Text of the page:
Pastor and Christian Leadership Resources

Preaching Truth - Tough! Tender! But Never Timid!

  • Robert Leslie Holmes
  • 2005 1 Mar
Preaching Truth - Tough! Tender! But Never Timid!
These words about two faithful disciples and preachers have, for some reason, been on my heart a lot recently: "Now when they saw the boldness of Peter and John, and perceived that they were uneducated and untrained men, they marveled. And they realized that they had been with Jesus" (Acts 4:13). They were, if nothing else, men of courage!

"Courage," said John Wayne, "is being scared to death but saddling up anyway!" Our politically correct contemporary moral climate does not favor a fibrous faith as tough as that taught and demonstrated by Jesus and His apostles. We've all known those preachers who could walk on a crate of fresh eggs without so much as cracking one. Maybe that is one reason why the church has lost much of its impact on today's society. Maybe that's why those TV depictions of preachers are often less than complimentary. Maybe this is why around 1,500 preachers resign every month in America to pursue something other than preaching.

They called him "Fightin' Frank!" While pastor of Pittsburgh's First Presbyterian Church, Frank Paxton once was approached by a man who needed to cross a picket line to earn enough money to purchase medicine for his sick wife. Strikers on the line threatened to beat the man up if he tried to cross the line. What to do? The Reverend Doctor Paxton rose from his seat and ordered the man to come with him. At the picket line, Frank Paxton removed his coat and loosened his clerical collar. Raising his arms to fisticuffs, he announced, "This man needs to go to work to support a sick wife. Any man that would stop him, step forward!" The picket line opened as if powered by some supernatural force. Come to think of it, maybe it was a supernatural force, just like that one that empowered those two disciples before the Sanhedrin. From then on, he was known as "Fightin' Frank the preacher!" What's more, he was respected throughout the city.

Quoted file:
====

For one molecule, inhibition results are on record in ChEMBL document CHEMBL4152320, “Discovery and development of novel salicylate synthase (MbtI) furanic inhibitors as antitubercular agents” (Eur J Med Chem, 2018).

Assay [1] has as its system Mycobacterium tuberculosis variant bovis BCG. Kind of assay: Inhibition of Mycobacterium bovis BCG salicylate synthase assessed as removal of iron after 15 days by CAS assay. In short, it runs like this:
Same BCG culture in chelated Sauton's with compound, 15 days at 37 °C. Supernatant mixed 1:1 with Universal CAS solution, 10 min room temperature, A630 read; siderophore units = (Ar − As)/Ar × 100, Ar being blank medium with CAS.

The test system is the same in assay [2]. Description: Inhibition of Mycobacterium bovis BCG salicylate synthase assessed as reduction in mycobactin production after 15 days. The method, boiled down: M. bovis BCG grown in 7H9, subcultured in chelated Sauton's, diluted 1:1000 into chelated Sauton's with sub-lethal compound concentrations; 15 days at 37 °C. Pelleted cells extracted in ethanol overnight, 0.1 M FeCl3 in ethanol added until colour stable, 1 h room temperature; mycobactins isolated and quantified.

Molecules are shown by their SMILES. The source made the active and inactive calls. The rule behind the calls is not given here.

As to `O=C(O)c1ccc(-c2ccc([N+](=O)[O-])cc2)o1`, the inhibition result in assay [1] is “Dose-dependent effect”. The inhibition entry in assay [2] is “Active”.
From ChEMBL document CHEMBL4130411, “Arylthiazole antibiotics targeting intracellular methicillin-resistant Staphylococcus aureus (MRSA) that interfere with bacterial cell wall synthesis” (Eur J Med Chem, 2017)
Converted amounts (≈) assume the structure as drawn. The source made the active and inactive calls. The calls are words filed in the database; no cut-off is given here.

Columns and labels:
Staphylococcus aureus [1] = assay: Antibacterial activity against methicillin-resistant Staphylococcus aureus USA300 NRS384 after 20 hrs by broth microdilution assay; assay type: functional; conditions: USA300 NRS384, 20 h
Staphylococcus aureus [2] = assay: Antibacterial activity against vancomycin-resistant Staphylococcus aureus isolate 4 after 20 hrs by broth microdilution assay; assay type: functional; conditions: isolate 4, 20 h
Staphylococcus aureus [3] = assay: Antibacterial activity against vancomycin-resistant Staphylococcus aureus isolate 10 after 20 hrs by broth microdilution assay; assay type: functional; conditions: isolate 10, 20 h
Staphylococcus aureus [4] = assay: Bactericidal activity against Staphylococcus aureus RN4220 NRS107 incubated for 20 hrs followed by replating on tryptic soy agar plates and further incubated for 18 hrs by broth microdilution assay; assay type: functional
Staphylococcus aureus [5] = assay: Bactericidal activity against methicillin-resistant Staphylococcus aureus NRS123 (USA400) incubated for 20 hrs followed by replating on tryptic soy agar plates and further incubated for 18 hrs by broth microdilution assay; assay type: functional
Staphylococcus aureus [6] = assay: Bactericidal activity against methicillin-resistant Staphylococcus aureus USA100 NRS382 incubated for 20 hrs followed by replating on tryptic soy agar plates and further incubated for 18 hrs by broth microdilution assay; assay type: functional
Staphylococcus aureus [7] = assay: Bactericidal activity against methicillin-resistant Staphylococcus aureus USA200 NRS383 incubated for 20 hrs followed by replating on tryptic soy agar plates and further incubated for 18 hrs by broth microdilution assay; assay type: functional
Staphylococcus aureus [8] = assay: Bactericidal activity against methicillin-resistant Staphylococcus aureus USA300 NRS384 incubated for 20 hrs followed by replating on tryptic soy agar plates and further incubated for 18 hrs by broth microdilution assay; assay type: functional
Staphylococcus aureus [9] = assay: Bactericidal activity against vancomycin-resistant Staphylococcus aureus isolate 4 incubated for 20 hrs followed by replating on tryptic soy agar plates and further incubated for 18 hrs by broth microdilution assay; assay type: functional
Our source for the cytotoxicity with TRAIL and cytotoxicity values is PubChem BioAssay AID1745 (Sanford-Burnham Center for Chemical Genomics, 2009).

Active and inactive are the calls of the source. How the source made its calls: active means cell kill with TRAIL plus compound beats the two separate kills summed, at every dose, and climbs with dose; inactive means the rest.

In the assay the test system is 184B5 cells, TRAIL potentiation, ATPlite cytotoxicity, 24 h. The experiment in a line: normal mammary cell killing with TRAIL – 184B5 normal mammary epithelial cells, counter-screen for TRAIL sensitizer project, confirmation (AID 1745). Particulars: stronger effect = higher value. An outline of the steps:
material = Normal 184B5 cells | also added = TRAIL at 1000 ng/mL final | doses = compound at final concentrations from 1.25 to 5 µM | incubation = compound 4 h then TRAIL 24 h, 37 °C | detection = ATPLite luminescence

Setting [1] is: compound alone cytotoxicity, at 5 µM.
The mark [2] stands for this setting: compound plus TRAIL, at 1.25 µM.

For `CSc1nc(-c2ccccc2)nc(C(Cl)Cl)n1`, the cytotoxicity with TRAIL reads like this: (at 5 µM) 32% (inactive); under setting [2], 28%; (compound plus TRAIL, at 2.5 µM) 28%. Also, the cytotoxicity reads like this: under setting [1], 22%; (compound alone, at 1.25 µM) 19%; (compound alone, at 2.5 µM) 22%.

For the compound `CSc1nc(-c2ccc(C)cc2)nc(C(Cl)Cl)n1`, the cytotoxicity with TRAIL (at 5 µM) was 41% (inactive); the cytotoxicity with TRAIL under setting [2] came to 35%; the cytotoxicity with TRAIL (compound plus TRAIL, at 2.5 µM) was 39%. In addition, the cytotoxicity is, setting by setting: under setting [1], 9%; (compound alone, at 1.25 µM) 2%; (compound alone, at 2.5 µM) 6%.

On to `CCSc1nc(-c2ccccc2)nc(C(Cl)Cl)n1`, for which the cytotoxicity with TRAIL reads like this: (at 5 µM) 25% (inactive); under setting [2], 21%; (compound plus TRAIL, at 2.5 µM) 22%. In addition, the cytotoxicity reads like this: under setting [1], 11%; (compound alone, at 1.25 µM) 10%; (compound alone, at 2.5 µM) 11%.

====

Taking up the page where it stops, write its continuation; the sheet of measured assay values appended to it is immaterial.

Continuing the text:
There are times when turning the temple tables is the only way to make a point; when fisticuffs, whether verbal or otherwise, may be the best demonstration of love. The delicate, brittle, softy "Christianettes" produced in our spiritual comfort zones today are hardly to be compared with the committed, expendable believers who once gave their witness, and sacrificed their lives because they really believed. The problem often begins in our pulpits. Too timid to tell all the truth, some preachers have compromised the message of new life and asked their hearers to give to Christ that which costs them nothing. The result is a generation of weak faith adherents to an unbiblical faith that on occasion looks a bit like Christianity. So, saddle up! We can do better!

Dare to be a Daniel,
Dare to stand alone,
Dare to have a purpose firm!
Dare to make it known!
Many mighty men are lost,
Daring not to stand,
Who for God had been a host,
By joining Daniel's Band! (Philip Bliss)


Robert Leslie Holmes is pastor of Saxe Gotha Presbyterian Church, in Lexington, SC and a contributing editor to Preaching. His new book, "When Good Enough Just Isn't Good Enough: Pursuing Organizational Excellence" (Ambassador-Emerald Intl.) is available now. He may be reached at